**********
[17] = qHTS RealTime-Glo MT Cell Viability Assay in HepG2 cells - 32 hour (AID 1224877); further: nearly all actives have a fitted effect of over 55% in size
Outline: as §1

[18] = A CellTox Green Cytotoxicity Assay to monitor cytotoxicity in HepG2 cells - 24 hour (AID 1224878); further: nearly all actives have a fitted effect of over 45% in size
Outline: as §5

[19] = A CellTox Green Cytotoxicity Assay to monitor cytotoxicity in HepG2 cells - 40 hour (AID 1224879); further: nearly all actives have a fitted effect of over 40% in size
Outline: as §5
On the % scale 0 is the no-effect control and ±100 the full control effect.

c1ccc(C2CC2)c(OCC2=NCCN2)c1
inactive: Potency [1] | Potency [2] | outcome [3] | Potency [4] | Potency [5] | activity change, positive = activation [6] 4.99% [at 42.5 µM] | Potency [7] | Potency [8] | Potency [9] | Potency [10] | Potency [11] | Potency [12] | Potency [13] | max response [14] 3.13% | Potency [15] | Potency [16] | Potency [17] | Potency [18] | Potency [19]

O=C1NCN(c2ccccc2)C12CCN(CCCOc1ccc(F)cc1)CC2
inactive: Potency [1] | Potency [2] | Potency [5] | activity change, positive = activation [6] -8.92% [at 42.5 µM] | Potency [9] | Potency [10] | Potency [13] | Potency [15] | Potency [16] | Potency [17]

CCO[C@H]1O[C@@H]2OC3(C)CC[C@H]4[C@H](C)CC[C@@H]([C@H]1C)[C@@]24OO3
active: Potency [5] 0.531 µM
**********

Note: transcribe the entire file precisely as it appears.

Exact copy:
[17] = qHTS RealTime-Glo MT Cell Viability Assay in HepG2 cells - 32 hour (AID 1224877); further: nearly all actives have a fitted effect of over 55% in size
Outline: as §1

[18] = A CellTox Green Cytotoxicity Assay to monitor cytotoxicity in HepG2 cells - 24 hour (AID 1224878); further: nearly all actives have a fitted effect of over 45% in size
Outline: as §5

[19] = A CellTox Green Cytotoxicity Assay to monitor cytotoxicity in HepG2 cells - 40 hour (AID 1224879); further: nearly all actives have a fitted effect of over 40% in size
Outline: as §5
On the % scale 0 is the no-effect control and ±100 the full control effect.

c1ccc(C2CC2)c(OCC2=NCCN2)c1
inactive: Potency [1] | Potency [2] | outcome [3] | Potency [4] | Potency [5] | activity change, positive = activation [6] 4.99% [at 42.5 µM] | Potency [7] | Potency [8] | Potency [9] | Potency [10] | Potency [11] | Potency [12] | Potency [13] | max response [14] 3.13% | Potency [15] | Potency [16] | Potency [17] | Potency [18] | Potency [19]

O=C1NCN(c2ccccc2)C12CCN(CCCOc1ccc(F)cc1)CC2
inactive: Potency [1] | Potency [2] | Potency [5] | activity change, positive = activation [6] -8.92% [at 42.5 µM] | Potency [9] | Potency [10] | Potency [13] | Potency [15] | Potency [16] | Potency [17]

CCO[C@H]1O[C@@H]2OC3(C)CC[C@H]4[C@H](C)CC[C@@H]([C@H]1C)[C@@]24OO3
active: Potency [5] 0.531 µM